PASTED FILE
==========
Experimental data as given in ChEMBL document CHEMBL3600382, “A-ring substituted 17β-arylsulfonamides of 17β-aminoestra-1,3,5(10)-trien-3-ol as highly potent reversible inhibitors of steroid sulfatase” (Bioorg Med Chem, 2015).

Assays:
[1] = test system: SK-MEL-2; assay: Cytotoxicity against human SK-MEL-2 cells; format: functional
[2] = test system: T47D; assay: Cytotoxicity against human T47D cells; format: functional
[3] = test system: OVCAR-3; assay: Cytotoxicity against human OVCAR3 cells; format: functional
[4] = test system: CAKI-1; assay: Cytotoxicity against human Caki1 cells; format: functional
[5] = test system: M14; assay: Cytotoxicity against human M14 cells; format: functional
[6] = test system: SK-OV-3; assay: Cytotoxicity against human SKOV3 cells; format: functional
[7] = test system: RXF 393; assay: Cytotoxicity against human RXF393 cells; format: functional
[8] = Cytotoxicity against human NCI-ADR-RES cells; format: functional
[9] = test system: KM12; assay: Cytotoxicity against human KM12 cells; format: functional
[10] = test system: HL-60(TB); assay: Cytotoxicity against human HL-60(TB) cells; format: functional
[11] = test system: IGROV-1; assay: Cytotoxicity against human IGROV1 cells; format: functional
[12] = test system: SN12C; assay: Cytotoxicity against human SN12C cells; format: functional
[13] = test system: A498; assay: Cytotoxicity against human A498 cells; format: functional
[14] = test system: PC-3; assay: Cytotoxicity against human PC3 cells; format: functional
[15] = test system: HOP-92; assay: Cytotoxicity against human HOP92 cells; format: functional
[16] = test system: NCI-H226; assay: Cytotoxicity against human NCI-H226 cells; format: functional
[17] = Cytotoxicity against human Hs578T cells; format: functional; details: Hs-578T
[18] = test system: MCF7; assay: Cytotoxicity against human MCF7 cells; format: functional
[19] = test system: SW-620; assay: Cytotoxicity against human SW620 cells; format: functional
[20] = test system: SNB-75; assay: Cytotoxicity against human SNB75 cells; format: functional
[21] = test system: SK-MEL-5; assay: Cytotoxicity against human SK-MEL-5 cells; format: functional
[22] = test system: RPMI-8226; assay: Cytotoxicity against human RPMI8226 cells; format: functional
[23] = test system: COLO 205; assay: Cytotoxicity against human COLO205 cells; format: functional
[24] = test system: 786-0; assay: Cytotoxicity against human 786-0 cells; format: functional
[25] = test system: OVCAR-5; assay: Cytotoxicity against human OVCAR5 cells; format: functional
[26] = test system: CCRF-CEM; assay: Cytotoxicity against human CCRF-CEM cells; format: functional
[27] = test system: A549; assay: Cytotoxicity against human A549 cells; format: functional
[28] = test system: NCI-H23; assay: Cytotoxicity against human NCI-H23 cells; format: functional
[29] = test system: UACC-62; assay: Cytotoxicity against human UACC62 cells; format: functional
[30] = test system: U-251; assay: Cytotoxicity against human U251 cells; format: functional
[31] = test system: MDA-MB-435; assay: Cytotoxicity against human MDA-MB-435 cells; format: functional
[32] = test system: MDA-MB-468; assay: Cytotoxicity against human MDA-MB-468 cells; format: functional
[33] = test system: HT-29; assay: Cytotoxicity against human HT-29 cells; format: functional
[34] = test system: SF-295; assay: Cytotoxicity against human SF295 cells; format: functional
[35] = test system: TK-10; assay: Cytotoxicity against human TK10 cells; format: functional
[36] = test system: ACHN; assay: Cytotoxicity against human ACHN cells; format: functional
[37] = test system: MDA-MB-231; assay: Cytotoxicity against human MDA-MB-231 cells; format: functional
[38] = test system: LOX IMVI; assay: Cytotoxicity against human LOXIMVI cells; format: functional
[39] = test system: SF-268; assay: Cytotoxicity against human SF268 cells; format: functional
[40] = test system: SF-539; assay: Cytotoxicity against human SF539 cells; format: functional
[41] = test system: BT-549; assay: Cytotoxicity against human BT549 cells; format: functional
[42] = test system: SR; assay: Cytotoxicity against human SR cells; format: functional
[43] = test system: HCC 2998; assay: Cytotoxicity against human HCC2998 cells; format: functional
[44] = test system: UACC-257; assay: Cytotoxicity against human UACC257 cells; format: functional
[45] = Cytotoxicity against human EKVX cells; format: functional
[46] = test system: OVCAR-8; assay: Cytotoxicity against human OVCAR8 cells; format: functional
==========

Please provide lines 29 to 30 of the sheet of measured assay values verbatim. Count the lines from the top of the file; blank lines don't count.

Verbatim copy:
[27] = test system: A549; assay: Cytotoxicity against human A549 cells; format: functional
[28] = test system: NCI-H23; assay: Cytotoxicity against human NCI-H23 cells; format: functional